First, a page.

A courtesan, in modern usage, is a euphemism meaning an escort, mistress or a prostitute, for whom the art of dignified etiquette is the means of attracting wealthy, powerful, or influential clients. The term originally meant a courtier, a person who attends the court of a monarch or other powerful person.
In feudal society, the court was the centre of government as well as the residence of the monarch, and social and political life were often completely mixed together. Prior to the Renaissance, courtesans served to convey information to visiting dignitaries, when servants could not be trusted. In Renaissance Europe, courtiers played an extremely important role in upper-class society. As it was customary during this time for royal couples to lead separate lives—commonly marrying simply to preserve bloodlines and to secure political alliances—men and women would often seek gratification and companionship from people living at court. In fact, the verb 'to court' originally meant "to be or reside at court", and later came to mean "to behave as a courtier" and then 'courtship', or "to pay amorous attention to somebody". The most intimate companion of a ruler was called the ”favourite”.
In Renaissance usage, the Italian word cortigiana, feminine of cortigiano ("courtier") came to refer to a person who attends the court, and then to a well-educated and independent woman, eventually a trained artist or artisan of dance and singing, especially one associated with wealthy, powerful, or upper-class society who was given luxuries and status in exchange for entertainment and companionship. The word was borrowed by English from Italian through the French form courtisane during the 16th century, especially associated to the meaning of donna di palazzo.
A male figure comparable to the courtesan was the Italian cicisbeo, the French chevalier servant, the Spanish cortejo or estrecho.
The courtesans of East Asia, particularly those of the Japanese empire, held a different social role than that of their European counterparts. Examples of Japanese courtesans included the oiran class, who were more focused on the aspect of entertainment in comparison with European courtesans.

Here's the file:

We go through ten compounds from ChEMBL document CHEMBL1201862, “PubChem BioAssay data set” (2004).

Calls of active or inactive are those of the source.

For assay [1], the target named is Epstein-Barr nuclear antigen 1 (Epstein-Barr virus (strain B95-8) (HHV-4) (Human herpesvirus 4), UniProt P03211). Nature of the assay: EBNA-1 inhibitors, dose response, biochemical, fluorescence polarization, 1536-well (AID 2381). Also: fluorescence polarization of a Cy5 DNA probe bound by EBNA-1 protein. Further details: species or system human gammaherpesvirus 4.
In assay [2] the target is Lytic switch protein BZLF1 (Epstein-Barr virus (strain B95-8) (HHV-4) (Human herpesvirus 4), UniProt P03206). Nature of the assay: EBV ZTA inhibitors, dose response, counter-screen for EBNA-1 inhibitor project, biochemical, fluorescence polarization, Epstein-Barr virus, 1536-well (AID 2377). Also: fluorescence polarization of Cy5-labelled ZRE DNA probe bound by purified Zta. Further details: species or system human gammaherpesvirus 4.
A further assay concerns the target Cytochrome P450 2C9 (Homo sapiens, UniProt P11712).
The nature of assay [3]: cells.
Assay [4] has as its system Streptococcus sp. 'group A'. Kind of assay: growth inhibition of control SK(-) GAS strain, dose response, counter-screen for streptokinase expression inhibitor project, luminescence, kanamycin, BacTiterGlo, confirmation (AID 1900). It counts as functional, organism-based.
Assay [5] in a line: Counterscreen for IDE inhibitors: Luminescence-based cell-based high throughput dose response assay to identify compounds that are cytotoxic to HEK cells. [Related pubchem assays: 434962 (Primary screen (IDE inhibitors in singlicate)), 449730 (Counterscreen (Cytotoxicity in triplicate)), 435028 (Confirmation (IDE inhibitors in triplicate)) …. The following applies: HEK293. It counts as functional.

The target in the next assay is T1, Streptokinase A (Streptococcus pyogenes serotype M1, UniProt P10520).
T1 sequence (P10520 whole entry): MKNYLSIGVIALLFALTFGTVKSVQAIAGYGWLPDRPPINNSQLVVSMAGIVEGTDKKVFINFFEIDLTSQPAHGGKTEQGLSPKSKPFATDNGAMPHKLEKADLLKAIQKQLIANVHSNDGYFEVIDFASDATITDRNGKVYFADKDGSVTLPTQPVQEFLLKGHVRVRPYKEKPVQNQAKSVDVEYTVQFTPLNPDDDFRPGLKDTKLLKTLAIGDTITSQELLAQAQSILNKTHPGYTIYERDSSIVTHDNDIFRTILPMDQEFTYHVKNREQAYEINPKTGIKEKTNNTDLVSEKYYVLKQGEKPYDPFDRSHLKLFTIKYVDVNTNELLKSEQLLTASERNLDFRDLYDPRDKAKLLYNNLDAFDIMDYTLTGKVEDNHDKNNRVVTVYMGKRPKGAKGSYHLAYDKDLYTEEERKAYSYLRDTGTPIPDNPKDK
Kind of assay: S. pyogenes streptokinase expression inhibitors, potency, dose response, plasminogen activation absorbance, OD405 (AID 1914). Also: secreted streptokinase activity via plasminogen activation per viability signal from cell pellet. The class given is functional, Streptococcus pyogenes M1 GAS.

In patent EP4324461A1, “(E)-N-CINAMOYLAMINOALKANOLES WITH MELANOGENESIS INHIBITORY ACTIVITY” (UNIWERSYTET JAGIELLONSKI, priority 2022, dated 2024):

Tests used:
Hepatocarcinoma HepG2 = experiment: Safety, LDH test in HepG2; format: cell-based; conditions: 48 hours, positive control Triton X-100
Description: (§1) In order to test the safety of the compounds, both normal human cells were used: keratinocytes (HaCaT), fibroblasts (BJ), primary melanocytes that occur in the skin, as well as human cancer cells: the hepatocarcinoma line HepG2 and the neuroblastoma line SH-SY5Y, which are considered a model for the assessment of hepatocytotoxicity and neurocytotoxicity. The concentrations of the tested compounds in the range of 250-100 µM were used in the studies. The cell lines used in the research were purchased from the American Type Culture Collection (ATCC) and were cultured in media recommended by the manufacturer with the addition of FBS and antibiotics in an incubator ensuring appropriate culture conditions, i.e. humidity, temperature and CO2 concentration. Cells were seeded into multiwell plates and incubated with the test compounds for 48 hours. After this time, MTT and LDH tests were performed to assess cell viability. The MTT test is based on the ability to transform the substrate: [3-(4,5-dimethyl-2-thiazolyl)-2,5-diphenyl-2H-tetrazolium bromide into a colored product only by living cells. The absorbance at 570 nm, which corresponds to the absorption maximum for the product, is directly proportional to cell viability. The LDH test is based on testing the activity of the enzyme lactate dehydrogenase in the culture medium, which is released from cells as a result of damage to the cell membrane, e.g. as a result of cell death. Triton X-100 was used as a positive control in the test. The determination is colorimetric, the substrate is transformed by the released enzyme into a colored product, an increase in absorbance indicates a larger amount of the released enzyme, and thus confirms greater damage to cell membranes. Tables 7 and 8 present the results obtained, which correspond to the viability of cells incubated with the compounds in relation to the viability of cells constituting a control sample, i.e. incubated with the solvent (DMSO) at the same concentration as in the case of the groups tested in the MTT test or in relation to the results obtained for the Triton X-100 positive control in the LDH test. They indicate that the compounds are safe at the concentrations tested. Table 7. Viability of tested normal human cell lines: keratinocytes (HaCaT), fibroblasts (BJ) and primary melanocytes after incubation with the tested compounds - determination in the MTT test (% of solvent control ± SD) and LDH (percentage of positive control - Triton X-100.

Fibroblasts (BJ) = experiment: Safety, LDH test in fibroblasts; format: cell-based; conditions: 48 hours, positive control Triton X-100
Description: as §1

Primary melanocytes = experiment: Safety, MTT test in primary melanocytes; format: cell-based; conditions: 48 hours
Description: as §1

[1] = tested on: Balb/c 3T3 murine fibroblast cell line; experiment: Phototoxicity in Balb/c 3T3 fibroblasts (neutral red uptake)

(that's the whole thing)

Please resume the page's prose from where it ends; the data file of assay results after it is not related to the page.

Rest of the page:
One type of courtesan was known (in Italy) as the cortigiana onesta, or the honest courtesan, who was cast as an intellectual. Another was the cortigiana di lume, a lower class of courtesan. The former was the sort most often romanticized and treated more-or-less equal to women of the nobility. It is with this type of courtesan that the art of "courtisanerie" is best associated.
The cortigiane oneste were usually well-educated and worldly (sometimes even more so than the average upper-class woman), and often held simultaneous careers as performers or artists. They were typically chosen on the basis of their "breeding"—social and conversational skills, intelligence, common-sense, and companionship—as well as their physical attributes. It was usually their wit and personality that set them apart from regular women. Sex constituted only a facet of the courtesan's array of services. For example, they were well-dressed and ready to engage and participate in a variety of topics ranging from art to music to politics.
In some cases, courtesans were from well-to-do backgrounds, and were even married—but to husbands lower on the social ladder than their clients. In these cases, their relationships with those of high social status had the potential to improve their spouses' status—and so, more often than not, the husband was aware of his wife's profession and dealings.